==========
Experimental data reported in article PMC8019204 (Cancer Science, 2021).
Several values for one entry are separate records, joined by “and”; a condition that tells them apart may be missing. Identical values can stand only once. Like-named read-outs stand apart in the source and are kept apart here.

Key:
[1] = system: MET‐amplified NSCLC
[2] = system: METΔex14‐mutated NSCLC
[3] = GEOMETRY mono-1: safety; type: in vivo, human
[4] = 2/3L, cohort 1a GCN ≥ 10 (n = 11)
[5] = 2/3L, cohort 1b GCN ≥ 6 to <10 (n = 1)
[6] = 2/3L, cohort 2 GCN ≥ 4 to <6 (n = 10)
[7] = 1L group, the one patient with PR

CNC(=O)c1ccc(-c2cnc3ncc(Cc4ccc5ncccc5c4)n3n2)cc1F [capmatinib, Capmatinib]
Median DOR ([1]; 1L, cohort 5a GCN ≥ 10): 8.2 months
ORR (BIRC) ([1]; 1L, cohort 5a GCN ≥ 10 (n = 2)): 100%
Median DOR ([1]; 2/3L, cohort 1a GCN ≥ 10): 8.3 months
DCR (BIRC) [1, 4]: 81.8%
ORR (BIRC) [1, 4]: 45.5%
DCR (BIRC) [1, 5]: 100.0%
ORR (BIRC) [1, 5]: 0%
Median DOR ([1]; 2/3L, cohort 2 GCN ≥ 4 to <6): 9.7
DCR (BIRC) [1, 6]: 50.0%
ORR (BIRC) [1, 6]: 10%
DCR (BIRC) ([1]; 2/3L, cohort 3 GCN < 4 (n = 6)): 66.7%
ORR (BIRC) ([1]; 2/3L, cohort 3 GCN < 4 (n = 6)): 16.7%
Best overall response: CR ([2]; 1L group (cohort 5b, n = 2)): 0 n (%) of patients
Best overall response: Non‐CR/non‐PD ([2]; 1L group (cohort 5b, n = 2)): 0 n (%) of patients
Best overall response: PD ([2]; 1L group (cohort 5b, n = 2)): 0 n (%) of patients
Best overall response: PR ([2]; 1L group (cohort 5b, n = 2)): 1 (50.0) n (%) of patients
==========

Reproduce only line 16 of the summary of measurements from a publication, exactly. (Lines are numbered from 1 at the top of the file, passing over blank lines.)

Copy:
ORR (BIRC) [1, 4]: 45.5%